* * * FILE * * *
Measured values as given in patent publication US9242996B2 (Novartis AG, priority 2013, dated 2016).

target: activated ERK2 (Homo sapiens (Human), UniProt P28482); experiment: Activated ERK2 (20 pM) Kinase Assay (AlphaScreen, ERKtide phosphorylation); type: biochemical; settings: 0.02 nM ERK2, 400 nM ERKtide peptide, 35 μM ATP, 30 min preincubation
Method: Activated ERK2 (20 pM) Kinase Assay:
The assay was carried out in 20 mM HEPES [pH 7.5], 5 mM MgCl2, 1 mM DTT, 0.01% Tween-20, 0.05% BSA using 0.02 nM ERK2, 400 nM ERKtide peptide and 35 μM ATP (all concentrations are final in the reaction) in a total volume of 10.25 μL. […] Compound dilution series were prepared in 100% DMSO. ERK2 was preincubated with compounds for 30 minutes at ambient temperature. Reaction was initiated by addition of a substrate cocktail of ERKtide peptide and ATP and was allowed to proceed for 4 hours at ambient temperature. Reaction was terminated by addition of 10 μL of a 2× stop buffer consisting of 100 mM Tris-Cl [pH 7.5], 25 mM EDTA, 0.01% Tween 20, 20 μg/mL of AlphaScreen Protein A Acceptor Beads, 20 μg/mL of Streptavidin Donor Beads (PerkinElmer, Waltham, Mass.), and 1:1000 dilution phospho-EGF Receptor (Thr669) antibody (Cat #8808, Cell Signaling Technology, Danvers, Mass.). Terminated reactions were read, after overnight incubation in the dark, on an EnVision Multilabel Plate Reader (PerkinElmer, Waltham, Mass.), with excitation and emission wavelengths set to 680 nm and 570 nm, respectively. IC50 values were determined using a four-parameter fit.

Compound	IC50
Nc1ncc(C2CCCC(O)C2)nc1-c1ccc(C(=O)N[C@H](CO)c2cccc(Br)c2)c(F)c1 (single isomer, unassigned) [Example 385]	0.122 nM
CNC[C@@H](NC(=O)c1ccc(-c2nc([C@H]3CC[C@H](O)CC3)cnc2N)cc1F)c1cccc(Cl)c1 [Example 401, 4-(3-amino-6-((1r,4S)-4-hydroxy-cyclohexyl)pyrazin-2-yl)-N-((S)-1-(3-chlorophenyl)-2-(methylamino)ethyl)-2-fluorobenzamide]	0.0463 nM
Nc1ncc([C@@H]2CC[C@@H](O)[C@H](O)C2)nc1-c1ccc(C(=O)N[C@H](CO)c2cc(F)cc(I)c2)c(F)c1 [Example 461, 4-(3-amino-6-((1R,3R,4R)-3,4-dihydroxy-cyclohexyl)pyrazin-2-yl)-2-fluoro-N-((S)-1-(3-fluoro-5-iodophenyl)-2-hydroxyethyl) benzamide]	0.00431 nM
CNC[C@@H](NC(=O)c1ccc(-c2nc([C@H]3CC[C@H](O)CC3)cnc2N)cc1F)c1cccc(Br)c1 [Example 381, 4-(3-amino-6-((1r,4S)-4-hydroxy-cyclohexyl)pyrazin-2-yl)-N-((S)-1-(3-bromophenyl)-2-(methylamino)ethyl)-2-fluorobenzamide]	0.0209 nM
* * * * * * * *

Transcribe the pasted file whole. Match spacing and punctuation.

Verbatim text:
Measured values as given in patent publication US9242996B2 (Novartis AG, priority 2013, dated 2016).

target: activated ERK2 (Homo sapiens (Human), UniProt P28482); experiment: Activated ERK2 (20 pM) Kinase Assay (AlphaScreen, ERKtide phosphorylation); type: biochemical; settings: 0.02 nM ERK2, 400 nM ERKtide peptide, 35 μM ATP, 30 min preincubation
Method: Activated ERK2 (20 pM) Kinase Assay:
The assay was carried out in 20 mM HEPES [pH 7.5], 5 mM MgCl2, 1 mM DTT, 0.01% Tween-20, 0.05% BSA using 0.02 nM ERK2, 400 nM ERKtide peptide and 35 μM ATP (all concentrations are final in the reaction) in a total volume of 10.25 μL. […] Compound dilution series were prepared in 100% DMSO. ERK2 was preincubated with compounds for 30 minutes at ambient temperature. Reaction was initiated by addition of a substrate cocktail of ERKtide peptide and ATP and was allowed to proceed for 4 hours at ambient temperature. Reaction was terminated by addition of 10 μL of a 2× stop buffer consisting of 100 mM Tris-Cl [pH 7.5], 25 mM EDTA, 0.01% Tween 20, 20 μg/mL of AlphaScreen Protein A Acceptor Beads, 20 μg/mL of Streptavidin Donor Beads (PerkinElmer, Waltham, Mass.), and 1:1000 dilution phospho-EGF Receptor (Thr669) antibody (Cat #8808, Cell Signaling Technology, Danvers, Mass.). Terminated reactions were read, after overnight incubation in the dark, on an EnVision Multilabel Plate Reader (PerkinElmer, Waltham, Mass.), with excitation and emission wavelengths set to 680 nm and 570 nm, respectively. IC50 values were determined using a four-parameter fit.

Compound	IC50
Nc1ncc(C2CCCC(O)C2)nc1-c1ccc(C(=O)N[C@H](CO)c2cccc(Br)c2)c(F)c1 (single isomer, unassigned) [Example 385]	0.122 nM
CNC[C@@H](NC(=O)c1ccc(-c2nc([C@H]3CC[C@H](O)CC3)cnc2N)cc1F)c1cccc(Cl)c1 [Example 401, 4-(3-amino-6-((1r,4S)-4-hydroxy-cyclohexyl)pyrazin-2-yl)-N-((S)-1-(3-chlorophenyl)-2-(methylamino)ethyl)-2-fluorobenzamide]	0.0463 nM
Nc1ncc([C@@H]2CC[C@@H](O)[C@H](O)C2)nc1-c1ccc(C(=O)N[C@H](CO)c2cc(F)cc(I)c2)c(F)c1 [Example 461, 4-(3-amino-6-((1R,3R,4R)-3,4-dihydroxy-cyclohexyl)pyrazin-2-yl)-2-fluoro-N-((S)-1-(3-fluoro-5-iodophenyl)-2-hydroxyethyl) benzamide]	0.00431 nM
CNC[C@@H](NC(=O)c1ccc(-c2nc([C@H]3CC[C@H](O)CC3)cnc2N)cc1F)c1cccc(Br)c1 [Example 381, 4-(3-amino-6-((1r,4S)-4-hydroxy-cyclohexyl)pyrazin-2-yl)-N-((S)-1-(3-bromophenyl)-2-(methylamino)ethyl)-2-fluorobenzamide]	0.0209 nM